For February 18-20, the readings include more Leviticus. In chapters 6-10, the rules on sin offering and guilt offering are often referred to as regulations. They begin with relatively minor offenses that are to be made right with offerings of animal and grain (which, at least in part, are eaten by the priests). Consuming blood or the fat from animals found dead, requires banishment. Also, lots of detail about the priestly clothes worn by Aaron and his sons.
Then, from chapter 9-10, we have the story of Aaron’s son messing up the ritual. They “offered unauthorized fire before YHWH, contrary to his commands.” It is striking to me that the word unauthorized is used because it so matches the language to go with regulation. It suggests the presence of convention rather than universal value. God’s response is: “So fire came out of the presence of YHWH and consumed them, they died before YHWH.” Lev. 10:1-2.
From this story we have the harshness of violating any aspect of the law, even the rules about which fire to burn. We have also get a rule about not drinking wine before carrying out the rituals. “Then YHWH said to Aaron, ‘You and your sons are not to drink wine or other fermented drink whenever you go into the Tent of Meeting, or you will die. This is a lasting ordinance for the generations to come. You must distinguish between the holy and the common, between the unclean and the clean . . . .'” Lev. 10:8-10.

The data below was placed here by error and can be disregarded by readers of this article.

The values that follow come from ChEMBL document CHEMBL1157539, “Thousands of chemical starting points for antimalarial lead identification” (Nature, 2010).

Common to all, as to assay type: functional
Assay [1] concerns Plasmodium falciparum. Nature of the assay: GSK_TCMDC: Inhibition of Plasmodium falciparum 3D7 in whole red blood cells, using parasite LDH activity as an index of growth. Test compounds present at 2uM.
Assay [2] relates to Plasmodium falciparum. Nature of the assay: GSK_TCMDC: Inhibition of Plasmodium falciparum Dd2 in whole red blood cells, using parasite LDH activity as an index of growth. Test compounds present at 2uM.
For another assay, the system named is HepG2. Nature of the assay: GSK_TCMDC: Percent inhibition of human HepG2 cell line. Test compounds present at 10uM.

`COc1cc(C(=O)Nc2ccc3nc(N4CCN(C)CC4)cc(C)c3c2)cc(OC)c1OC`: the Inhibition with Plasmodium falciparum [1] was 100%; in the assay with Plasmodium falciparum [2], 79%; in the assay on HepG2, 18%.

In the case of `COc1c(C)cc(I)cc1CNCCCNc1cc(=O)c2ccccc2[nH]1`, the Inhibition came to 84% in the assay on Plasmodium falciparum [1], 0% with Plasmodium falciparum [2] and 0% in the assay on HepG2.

Interestingly, the Imam who spoke at my church last night mentioned that Mohamed had initially discouraged people from drinking, but when an Imam was to drunk to conduct prayers, he made in wrong to drink any time during the day, and then eventually, wrong to drink period.
The passages from Mark, needless not say, are not so excited about the law. From Mark, we have many stories of healing and casting out demons. We also have three parables about the Kingdom of God related to seeds. One emphasizing not everyone will be able to receive the truth, but the small number who accept it will grow something sufficiently beautiful; one emphasizing that it takes work to grow the Kingdom; and one emphasizing that from a small seed a great thing may grow. The Psalms are back to talking about enemies.